Milton Fine, Samuel Krimsly, Pittsburgh, Theodore A. Tenor, Beaver Falls, for appellant.
William Coghlan, Dist. Atty., Midland, Clyde Holt, Jr., Asst. Dist. Atty., Beaver, for appellee.
Before Rhodes, P. J., and Hirt, Reno, Dithrich, Ross, Arnold and Gunther, JJ.
[ 169 Pa. Super. Page 72]
Defendant appeals from a conviction of operating a motor vehicle while under the influence of intoxicating liquor. The verdict established: That on the day of defendant's arrest he had been selling merchandise to taverns in Beaver County and at approximately 9:00 p. m. was driving toward New Brighton. His car veered back and forth across the highway in much the same manner as a sailboat travelling into the wind. He drove his car into an ash heap instead of making a turn at the foot of a street and stalled the motor. He finally
[ 169 Pa. Super. Page 73]
got out of the car, parked it in the center of the street, and attempted to enter a tailor shop which, of course, was closed. He then entered a tavern next door. His conduct was reported to the police, who came immediately and located the defendant in a tavern across the street from the one he had first entered. The officers testified that he was intoxicated, staggered as he walked, that his speech was slurred, and he needed help in order to go down steps. An hour later a physician pronounced him intoxicated and unfit to operate a motor vehicle. At this doctor's office he admitted that he had something to drink before he reached New Brighton. There was sufficient evidence to sustain the conviction.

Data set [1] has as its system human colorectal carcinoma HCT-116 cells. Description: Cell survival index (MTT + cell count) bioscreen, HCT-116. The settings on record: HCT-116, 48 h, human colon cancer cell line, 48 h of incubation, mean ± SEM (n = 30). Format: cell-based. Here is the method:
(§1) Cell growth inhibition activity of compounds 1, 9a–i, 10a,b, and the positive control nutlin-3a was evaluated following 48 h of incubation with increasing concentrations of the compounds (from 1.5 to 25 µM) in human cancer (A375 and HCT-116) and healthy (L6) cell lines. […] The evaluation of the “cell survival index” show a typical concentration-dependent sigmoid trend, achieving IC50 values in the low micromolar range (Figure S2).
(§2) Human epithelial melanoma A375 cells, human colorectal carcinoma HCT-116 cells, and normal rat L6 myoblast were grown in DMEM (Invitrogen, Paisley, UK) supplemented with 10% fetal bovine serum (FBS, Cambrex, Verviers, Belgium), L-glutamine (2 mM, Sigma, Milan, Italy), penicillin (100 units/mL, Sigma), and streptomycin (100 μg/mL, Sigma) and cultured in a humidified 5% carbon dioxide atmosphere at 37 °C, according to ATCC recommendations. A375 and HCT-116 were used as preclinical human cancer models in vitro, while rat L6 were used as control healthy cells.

The whole defense was that the defendant drank after he had finished driving the car, but he had admitted that he had been drinking before. The jury was justified in finding that defendant was under the influence of intoxicating liquor to an extent which tended to deprive him of that clearness of intellect and control of himself that he would otherwise possess: Commonwealth v. Buoy, 128 Pa. Super. 264, 193 A. 144.*fn1 Defendant's claim that the fumes from the exhaust entered his car and affected his driving was not very plausible, and certainly not conclusive. The case was not stenographically reported and the Commonwealth and defendant stipulated the facts; however, according to the opinion of the court below (filed prior to the appeal) the defendant testified that he had drunk something at the second tavern, but the bartender testified that he had not.
[ 169 Pa. Super. Page 74]
Judgment affirmed, and it is ordered that the defendant appear in the court below at such time as he may be there called, and that he be by that court committed until he has complied with the sentence or any part of it which had not ...